Over the years, I have heard some pretty dodgy advice from people who do not know what they are talking about but this one was repeated to me recently.
In countries or places where the water is not safe to drink, just mix a little bit of dirty water into your clean water, about 10% dirty to clean they say.
This is bad advice.
The most recent person who suggested this claimed to have never had a problem and soon worked up to drinking only dirty water with no ill effects whatsoever.
The key piece of information that these people are missing is that bacteria and protzoa, the causes of most water borne problems are microscopic and the mechanism in which they ¨infect¨ and the severity of the symptoms that they cause are not equal to the amount of them that you ingest.
A Giardia worm does not care if it is alone of if it surrounded by many hundreds of thousands of it´s friends however there is some evidence that suggests that the amount of some parasites in your body are directly proportional to the severity of the symptoms that you receive.
There are few reasons to drink dirty water, building a tolerance to it is not a biologically sound idea though as for this to work, even hypothetically, you will have to first become infected in order for you body to learn how to produce antibodies to the infection in the first place.
This has come up on courses and expeditions that I have run and my advice is always the same. Do not take chances and serious risks with your health through ignorance. Being in blissful ignorance has got most of us through some tight squeezes in life but we, as a civilisation, know enough about how waterborne infections occur that we do not need to take such risks.
A sick person is a liability to a group. In a wilderness expedition, a person who has become sick through an entirely avoidable circumstance put´s other people at risk and can ruin a whole expedition.
There is no tangible benefit to be gained without you paying the price of infection.
The average human body contains 40 Litres of water, which is roughly 57% of our total body weight. We need water more than anything else with the exception of oxygen. Water is critical to our continued survival. We need water to carry nutrients around the body to aid digestion of food, to regulate body temperature and remove waste and toxins from the body.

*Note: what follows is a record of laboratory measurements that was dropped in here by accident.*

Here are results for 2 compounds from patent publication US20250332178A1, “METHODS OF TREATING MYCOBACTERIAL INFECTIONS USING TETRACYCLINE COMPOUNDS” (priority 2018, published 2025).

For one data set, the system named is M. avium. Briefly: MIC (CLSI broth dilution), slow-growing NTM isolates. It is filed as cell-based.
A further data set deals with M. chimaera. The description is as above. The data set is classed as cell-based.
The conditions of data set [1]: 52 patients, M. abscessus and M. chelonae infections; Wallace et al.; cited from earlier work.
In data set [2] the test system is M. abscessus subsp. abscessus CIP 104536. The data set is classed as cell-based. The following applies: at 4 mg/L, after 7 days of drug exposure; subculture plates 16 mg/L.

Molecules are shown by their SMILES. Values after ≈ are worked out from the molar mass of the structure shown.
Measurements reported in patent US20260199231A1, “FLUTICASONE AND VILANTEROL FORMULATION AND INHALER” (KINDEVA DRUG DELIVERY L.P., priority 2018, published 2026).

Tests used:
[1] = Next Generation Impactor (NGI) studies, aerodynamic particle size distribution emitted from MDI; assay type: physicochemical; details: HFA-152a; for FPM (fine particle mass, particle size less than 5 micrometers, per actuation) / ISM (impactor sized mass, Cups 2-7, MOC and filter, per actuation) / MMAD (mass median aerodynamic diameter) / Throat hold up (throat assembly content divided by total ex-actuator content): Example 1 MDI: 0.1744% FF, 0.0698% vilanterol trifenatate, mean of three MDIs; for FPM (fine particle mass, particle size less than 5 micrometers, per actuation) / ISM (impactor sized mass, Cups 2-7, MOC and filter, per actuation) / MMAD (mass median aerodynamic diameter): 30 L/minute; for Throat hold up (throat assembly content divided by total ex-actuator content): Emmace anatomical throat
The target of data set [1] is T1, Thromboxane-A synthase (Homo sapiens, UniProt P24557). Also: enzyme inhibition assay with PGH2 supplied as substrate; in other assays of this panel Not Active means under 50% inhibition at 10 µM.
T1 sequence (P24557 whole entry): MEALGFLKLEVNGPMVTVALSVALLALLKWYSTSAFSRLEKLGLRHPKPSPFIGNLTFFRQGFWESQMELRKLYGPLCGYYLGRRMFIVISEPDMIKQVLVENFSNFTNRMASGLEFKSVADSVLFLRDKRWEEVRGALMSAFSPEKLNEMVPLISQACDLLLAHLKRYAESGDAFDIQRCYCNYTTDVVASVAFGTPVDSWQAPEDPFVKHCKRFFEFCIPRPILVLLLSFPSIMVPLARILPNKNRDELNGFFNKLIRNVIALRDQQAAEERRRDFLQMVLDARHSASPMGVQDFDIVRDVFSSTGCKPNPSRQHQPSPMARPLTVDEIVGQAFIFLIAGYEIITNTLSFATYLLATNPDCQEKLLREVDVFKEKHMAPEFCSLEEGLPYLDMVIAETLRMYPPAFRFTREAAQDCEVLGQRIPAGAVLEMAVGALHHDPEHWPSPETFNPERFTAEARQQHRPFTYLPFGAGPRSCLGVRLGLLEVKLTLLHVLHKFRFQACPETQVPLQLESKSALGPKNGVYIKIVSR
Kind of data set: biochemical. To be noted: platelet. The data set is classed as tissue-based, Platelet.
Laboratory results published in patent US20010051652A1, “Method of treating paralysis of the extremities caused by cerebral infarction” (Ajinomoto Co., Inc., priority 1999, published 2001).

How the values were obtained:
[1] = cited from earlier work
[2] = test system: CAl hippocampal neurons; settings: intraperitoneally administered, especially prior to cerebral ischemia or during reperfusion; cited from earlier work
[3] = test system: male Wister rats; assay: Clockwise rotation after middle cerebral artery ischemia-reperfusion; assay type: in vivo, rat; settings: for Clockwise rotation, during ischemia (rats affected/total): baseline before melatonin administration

We obviously also use it to wash and maintain hygiene.
The average person in average conditions can survive no longer than 3 days without water.
On average, under normal conditions we need about 2.5 litres of water per day, of which we get about 1 litre from the food that we eat, about 300ml from chemical reactions at a celular level and the rest should come from drinking.
Dehydration is defined as the excessive loss of water and electrolytes. If we dont drink enough we become dehydrated.
Dark and foul smelling urine
Dry and sore lips
Headache – a dull, thumping headache much like a severe hangover
Tiredness and Fatigue
Seeing stars when standin up suddenly
Dizzyness and Fainting
More serious symptoms include
Increased respiration and heart rate
The only effective way to treat dehydration is to rehydrate. In severe cases the victim should be encouraged to sip water little and often to gradually bring ther hydration levels back to normal levels. If they gulp it down, and they probably will want to, it may induce vomiting which compounds the problem and causes further loss of water.
An electrolyte drink should be carried in your equipment, these contains salts and minerals that are lost during sweating, diarea. There are many electrolyte drinks on the market but if you dont have one, they can be improvised by adding one tea spoon of salt and one tea spoon of sugar to one litre of water.
In practise, when out in the wilderness, hiking, camping or in a real life survival situation our diet’s are not full of fruit and veg, we are unlikely to be getting our 5 a day and a lot of purpose designed expedition food is dehydrated in the first place. Combine this with hard, sweaty work and the outcome is that we need to drink a lot more.
In hot conditions, deserts, jungles and even the UK during summer months, excessive sweating, which is our body’s way of keeping us cool, cause us to loose water at a higher rate that is considered normal. It has been known for people in the desert to drink up to 9 litres of water a day while they are becoming accustomed to the heat. Once the body acclimates, the amount of water that they require have to drink reduces to a more reasonable amount.
Pay regular attention to the colour of your urine, clear or straw coloured is a good sign. Brown, yellow and smelly is a sign that you need to drink more. Thirst is not a reliable indicator as by the time you feel thirsty, you are already dehydrated. Our aim is to stay hydrated and at peak performance.